I HAVE a double interest in the upcoming ballot of EIS members in an Aberdeen secondary school. Teachers there are seriously concerned by rising levels of threat and violence and will vote on possible strike action.

Firstly, I’m a former pupil of the school in question. Secondly, I spent a substantial part of my career working in similar schools and situations. I have no detailed knowledge of what has led the teachers’ union to consider such an unusual step. Unusual yes, but not unprecedented.

In May 2021, the NASUWT union warned violent behaviour towards teachers was “becoming normalised”. Earlier this year the same union threatened industrial action in a Glasgow school where staff were “increasingly worried for their personal safety.”

To the outsider, it must seem as if good order in our schools is on the point of collapse. Yet, without minimising the worries of staff in the schools concerned, this isn’t a new phenomenon.

One of the few advantages of being elderly is having a long-term perspective. Fifty years ago, schools were no safer or less violent than they are today. Indeed, I could argue today’s schools are generally calmer and less threatening places. The pre-comprehensive, junior secondary where I started, was no tranquil seat of learning. Aggression and occasional violence were part and parcel of the daily rough and tumble. Pupil on pupil, rarely pupil on teacher but, more frequently, teacher on pupil.

Unreasonably frequent corporal punishment did normalise violence in classrooms and corridors. I witnessed “discipline” that if repeated today, would lead to a court appearance. Playground fights were a regular if not daily occurrence. What passed for order was maintained through the threat or application of violence. What is different though is today’s teachers work in a hugely changed social and educational environment.

Authority and discipline in classrooms and schools can no longer be established and maintained through unsubtle coercion and corporal punishment. Authority, especially the “because I say so” variety, is far less likely to be accepted unquestioningly. The “very small percentage” at the root of the problem in Aberdeen are probably beyond the control of parents and police. Additionally, today’s parents are much more likely to take their offspring’s part than was the case in the past.

Consequently, today’s teachers require different qualities and skills to establish and maintain their authority. When working in schools that might have been considered “challenging”, I wondered why some teachers experienced fewer problems with youngsters who were kicking over the traces elsewhere. There was no silver bullet, but there were common threads.

Those who experienced fewest difficulties tended to establish their authority through force of personality and positive relationships. They usually knew much about youngsters, their interests, and lives outside school. I recall a five-foot female colleague who experienced few problems, was widely respected, and deemed by even the most disaffected to be “okay.” High praise indeed. It wasn’t always the case, but the most challenging usually responded positively to the “personal touch.” The secret of her success was providing youngsters with challenge and enjoyment and most crucially, a taste of success and a sense of pride in their achievements.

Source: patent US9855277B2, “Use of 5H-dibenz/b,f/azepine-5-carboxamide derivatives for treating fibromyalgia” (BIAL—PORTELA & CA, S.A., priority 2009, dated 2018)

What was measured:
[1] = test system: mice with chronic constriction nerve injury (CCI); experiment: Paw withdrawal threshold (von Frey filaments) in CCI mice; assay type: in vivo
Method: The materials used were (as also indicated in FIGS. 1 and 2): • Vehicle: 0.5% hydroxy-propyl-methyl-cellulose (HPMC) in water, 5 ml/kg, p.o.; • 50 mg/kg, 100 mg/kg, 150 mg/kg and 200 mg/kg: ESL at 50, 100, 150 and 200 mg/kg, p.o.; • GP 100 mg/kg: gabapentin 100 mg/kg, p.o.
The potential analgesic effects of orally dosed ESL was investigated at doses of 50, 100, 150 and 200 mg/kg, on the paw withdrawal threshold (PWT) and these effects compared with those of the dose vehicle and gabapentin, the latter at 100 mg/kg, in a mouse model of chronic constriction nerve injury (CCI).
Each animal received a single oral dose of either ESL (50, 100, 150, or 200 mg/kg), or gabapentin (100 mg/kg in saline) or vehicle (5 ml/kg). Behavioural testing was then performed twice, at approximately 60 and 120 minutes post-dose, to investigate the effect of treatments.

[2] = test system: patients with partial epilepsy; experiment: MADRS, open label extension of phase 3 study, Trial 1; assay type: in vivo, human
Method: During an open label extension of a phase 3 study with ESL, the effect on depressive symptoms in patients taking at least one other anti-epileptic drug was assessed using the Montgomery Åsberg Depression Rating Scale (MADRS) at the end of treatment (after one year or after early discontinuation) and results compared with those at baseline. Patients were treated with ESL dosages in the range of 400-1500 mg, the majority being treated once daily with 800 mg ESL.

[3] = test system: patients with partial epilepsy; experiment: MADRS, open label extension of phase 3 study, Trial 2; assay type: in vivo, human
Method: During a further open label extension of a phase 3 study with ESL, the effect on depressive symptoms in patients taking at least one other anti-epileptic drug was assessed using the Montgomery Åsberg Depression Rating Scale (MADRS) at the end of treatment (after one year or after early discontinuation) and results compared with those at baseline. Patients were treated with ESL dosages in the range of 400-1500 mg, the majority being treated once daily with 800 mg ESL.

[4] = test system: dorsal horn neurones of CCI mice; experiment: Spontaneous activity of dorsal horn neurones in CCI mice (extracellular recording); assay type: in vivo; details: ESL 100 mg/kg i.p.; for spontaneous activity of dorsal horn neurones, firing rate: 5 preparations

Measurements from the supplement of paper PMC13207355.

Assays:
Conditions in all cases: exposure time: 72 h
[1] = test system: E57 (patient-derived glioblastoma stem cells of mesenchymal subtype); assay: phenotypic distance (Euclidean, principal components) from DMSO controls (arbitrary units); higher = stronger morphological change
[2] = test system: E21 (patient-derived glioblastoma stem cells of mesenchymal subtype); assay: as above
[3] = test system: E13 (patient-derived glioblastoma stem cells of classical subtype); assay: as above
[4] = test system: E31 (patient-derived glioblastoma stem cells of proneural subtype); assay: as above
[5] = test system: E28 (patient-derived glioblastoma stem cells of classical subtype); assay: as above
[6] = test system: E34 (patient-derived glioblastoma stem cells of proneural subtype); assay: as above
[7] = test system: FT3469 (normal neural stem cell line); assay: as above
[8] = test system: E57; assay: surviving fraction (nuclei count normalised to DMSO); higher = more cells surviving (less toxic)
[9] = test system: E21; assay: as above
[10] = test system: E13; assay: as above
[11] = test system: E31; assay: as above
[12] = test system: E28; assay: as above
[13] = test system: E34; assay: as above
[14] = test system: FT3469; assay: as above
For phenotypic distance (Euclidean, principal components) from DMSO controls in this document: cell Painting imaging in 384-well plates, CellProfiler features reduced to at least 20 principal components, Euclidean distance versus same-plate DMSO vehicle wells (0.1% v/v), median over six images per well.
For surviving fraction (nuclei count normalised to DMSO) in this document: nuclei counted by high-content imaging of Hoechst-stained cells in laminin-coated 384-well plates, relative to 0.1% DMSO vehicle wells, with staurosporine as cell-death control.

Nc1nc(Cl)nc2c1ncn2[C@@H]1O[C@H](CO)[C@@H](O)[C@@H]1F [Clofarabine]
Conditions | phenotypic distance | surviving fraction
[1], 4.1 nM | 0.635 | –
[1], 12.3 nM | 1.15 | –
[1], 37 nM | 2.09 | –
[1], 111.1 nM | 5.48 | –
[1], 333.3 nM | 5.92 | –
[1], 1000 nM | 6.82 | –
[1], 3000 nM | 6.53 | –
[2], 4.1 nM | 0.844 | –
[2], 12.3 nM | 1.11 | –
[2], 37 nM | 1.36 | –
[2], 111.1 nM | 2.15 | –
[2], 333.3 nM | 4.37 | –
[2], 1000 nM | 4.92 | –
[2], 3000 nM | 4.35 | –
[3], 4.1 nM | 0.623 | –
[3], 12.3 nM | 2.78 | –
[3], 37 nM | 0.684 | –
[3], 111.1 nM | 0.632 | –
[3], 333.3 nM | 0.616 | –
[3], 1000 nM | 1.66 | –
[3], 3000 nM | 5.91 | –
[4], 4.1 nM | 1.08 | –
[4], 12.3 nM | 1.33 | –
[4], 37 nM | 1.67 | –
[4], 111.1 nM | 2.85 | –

Pupils causing serious problems aren’t daft. They recognise a system, curriculum and assessments that set them up to fail. The relevance of what they are learning escapes them. It’s unsurprising some vent their frustration and maintain their “street cred” through disruptive and aggressive behaviour. Without excusing those behaviours, many of the perpetrators are being failed by half-baked, centralised reforms of the curriculum and assessment. In the modern age, the disaffected no longer willingly accept experiences that seem pointless, offering little prospect of success and enjoyment.

As with closing the attainment gap, there is no simple answer. Indeed, the two issues are closely related and need addressed in tandem. Sure, removing troublesome pupils can provide respite for hard-pressed teachers, but it’s not the long-term solution. The Scottish Government needs to recognise its responsibility to review the totality of the school experiences of the disruptive, the marginalised and the left behind. One size doesn’t fit all.

It’s no coincidence the Aberdeen school “enjoys” the lowest levels of attainment in the country. Otherwise, the situation can only worsen, leaving teachers in the firing line. Literally.

Read more by Doug Marr:

No wonder teachers are wary of school trips

Children and parents will be the big losers in teachers’ strikes